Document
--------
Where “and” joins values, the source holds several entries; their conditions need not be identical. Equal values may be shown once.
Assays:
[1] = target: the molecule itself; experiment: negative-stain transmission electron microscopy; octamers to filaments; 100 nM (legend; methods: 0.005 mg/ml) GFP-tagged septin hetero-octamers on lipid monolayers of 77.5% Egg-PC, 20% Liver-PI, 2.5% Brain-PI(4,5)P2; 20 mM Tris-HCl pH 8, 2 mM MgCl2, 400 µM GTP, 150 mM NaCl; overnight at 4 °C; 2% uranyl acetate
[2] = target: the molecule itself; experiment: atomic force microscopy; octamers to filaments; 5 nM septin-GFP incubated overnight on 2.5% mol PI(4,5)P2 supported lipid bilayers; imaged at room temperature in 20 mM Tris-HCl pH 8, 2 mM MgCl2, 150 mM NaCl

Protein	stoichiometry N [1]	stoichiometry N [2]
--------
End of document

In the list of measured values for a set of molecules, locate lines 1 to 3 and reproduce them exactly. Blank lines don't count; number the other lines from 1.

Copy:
Where “and” joins values, the source holds several entries; their conditions need not be identical. Equal values may be shown once.
Assays:
[1] = target: the molecule itself; experiment: negative-stain transmission electron microscopy; octamers to filaments; 100 nM (legend; methods: 0.005 mg/ml) GFP-tagged septin hetero-octamers on lipid monolayers of 77.5% Egg-PC, 20% Liver-PI, 2.5% Brain-PI(4,5)P2; 20 mM Tris-HCl pH 8, 2 mM MgCl2, 400 µM GTP, 150 mM NaCl; overnight at 4 °C; 2% uranyl acetate